A Hungarian lawmaker from the country’s ruling party has put forward a proposal for an additional high level of tax on media advertising.
The Hungarian Advertising Association said it was shocked by the tax which would be on revenue, not profit, even though much of Hungary’s media operates at a loss, or with just small profits.
Critics called it an attempt by the government of Prime Minister Viktor Orban to undermine RTL Hungary, the country’s largest broadcaster .. which would end up paying about half of the total tax revenues.
RTL – which government supporters have tried, and failed, to buy a stake in – called it “unprecedented in Europe”.
RTL and TV2, the two largest TV channels, plan to go off air for 15 minutes on Thursday in protest.
Even pro-government media organisations have spoken out against the idea.
The euronews Budapest business correspondent Doloresz Katanich said: “It is not the first time the government has tried to launch an advertising tax, but previously it gave up. The projected tax revenue raised would have little effect on the budget, but would seriously impact Hungary’s biggest commercial TV station. Companies close to the government had in the past unsuccessfully tried to buy a stake in that broadcaster.”
- 1Kazakhstan’s currency plunges after central bank abandons USD peg
- 2China’s ‘Black Monday’ a symptom of wider malaise in the world’s second largest economy
- 3Chinese problems lead to plunging markets
- 4European shares tumble as China panics investors
- 5The currency war intensifies after China devalues the yuan
- 1euronews live TV - News | euronews : the latest international news as video on demand
- 2International breaking news | euronews online world breaking news in video
- 3Caught red-handed: the Russian Major fighting in Ukraine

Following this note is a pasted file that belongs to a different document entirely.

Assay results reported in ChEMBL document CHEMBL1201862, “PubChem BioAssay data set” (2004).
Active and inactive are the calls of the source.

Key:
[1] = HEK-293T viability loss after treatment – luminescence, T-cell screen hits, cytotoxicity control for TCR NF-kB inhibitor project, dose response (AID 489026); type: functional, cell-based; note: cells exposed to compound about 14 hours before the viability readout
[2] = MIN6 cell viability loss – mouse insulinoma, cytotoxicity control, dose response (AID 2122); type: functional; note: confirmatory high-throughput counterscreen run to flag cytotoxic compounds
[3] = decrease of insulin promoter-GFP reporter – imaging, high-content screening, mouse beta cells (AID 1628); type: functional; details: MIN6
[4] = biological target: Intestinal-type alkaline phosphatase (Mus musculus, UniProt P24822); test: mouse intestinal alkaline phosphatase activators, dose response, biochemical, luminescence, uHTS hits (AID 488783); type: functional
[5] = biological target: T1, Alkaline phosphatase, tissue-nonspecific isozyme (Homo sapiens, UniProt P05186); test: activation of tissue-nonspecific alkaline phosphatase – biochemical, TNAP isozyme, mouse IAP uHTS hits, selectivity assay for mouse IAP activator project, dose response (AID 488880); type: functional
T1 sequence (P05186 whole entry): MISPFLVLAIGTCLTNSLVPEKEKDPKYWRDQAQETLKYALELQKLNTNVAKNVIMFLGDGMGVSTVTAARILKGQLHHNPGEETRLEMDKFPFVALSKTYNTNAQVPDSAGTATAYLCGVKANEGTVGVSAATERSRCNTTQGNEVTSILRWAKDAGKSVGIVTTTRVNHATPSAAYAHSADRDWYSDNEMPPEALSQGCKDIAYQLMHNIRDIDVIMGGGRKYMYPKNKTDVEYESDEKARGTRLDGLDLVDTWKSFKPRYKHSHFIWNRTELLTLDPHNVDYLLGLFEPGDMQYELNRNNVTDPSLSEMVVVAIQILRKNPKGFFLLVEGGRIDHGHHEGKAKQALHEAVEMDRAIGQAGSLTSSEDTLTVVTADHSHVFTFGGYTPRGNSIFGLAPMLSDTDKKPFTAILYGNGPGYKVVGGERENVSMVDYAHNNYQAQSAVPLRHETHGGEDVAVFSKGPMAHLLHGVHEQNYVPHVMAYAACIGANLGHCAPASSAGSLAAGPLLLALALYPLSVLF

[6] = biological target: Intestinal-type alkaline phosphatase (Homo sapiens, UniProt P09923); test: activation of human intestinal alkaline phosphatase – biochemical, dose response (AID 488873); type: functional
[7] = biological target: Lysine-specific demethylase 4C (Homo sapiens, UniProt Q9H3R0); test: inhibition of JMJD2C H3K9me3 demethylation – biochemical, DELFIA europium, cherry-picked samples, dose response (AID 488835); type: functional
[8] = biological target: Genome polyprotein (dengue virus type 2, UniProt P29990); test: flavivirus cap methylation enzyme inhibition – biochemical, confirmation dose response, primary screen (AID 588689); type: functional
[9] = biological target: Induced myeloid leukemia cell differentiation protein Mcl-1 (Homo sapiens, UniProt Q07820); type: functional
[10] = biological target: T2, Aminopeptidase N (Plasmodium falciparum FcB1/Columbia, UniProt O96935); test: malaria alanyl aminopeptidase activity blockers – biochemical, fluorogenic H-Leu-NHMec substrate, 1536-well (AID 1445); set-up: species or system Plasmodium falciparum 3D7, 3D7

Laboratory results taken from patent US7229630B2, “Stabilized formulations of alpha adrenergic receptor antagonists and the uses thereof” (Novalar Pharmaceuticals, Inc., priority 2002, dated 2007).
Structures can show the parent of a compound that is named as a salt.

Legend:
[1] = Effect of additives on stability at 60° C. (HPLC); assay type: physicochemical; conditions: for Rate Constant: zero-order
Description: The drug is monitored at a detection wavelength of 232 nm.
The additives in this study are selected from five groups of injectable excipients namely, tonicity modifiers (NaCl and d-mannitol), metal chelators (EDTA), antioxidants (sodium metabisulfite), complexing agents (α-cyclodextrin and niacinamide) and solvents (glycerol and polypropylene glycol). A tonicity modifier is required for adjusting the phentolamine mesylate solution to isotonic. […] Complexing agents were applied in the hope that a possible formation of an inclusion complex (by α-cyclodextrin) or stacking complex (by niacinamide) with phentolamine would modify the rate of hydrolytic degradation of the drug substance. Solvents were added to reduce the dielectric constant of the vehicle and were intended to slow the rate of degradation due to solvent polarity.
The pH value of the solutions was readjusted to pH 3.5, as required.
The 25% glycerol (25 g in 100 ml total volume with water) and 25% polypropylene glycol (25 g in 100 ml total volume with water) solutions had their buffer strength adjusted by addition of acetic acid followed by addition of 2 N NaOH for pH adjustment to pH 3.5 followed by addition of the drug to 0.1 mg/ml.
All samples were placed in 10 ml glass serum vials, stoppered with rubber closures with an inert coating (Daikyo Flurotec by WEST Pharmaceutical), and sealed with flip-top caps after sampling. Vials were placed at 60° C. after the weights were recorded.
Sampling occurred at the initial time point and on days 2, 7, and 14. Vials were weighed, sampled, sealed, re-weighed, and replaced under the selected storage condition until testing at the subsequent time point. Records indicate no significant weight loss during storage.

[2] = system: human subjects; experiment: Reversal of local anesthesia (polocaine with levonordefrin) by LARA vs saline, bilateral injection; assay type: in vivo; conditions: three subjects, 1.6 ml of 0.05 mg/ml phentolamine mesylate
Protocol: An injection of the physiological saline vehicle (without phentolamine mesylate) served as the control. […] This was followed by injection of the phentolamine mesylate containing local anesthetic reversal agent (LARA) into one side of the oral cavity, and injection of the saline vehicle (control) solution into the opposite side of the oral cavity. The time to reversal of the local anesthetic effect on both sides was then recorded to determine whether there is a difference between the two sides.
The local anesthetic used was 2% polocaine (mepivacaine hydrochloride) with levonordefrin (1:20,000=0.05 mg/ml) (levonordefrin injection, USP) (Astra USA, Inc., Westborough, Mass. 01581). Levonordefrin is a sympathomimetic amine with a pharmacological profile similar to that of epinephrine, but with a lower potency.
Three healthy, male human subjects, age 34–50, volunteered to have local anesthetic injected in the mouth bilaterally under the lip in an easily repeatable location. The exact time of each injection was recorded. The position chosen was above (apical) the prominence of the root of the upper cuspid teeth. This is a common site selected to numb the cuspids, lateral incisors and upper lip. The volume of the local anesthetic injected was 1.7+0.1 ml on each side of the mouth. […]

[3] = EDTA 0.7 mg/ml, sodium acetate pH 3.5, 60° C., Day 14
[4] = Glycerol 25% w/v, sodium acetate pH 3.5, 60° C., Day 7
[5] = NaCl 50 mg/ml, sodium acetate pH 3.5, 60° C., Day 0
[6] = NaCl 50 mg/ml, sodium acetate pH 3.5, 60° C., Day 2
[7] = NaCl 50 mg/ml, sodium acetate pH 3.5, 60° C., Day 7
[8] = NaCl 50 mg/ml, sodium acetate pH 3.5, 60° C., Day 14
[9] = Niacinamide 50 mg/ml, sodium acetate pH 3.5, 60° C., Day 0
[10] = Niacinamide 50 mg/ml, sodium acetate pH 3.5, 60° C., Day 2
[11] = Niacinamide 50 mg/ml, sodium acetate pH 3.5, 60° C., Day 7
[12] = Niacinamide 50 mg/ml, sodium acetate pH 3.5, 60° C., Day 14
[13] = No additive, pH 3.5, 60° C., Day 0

- 4International news | euronews, latest international news
- 5Video footage shows massive explosion in Tianjin, China
- 6Latest News Bulletin
- 7Ukraine puts top Russian general Gerasimov on ‘most wanted’ list
- 8Snowden, Assange and Manning statues unveiled in Berlin
- 9Who came out top in the US Republican television debate?
- 10Why World Elephant Day matters
- 11UK: at least 7 dead after plane crashes into road in Brighton
- 12Virginia:TV journalist and cameraman shot dead live on air
- 13ISIL militant group claims to have killed Croatian hostage in Egypt
- 14Earth Overshoot Day…Pushing Mother Nature too far
- 15Windows 10, three weeks on: the good, the bad and the ugly
- 16Bringing the trolls out of the dark: Russian ‘troll’ awarded 1 rouble damages
- 17As ‘Daily Show’ Jon Stewart’s tenure ends, scholars say goodbye to their research topic
- 18Momentum for Mars: Astronauts say mission is inevitable
- 19Migrant crisis pushing Greek island of Kos to the limit
- 20Who are the six EU countries with shortest memories on migration?
Wires > Business
- 14:15 CET Britain’s economic growth accelerates in second quarter, helped by…
- 13:45 CET British payments glitch at HSBC leaves thousands without wages
- 12:56 CET Carlyle in talks on 500 million pound takeover of Innovation Group
- 12:21 CET Euro zone sentiment edges to new four-year high in August
- 12:18 CET German inflation stays ultra low in Aug., state data suggests
- 12:01 CET Prosecutor seeks to summon Murdoch in Deutsche Bank trial
- 11:52 CET 888 and GVC head into final battle for Bwin
- 11:51 CET Bank of China says faces margin pressure in second half from rate…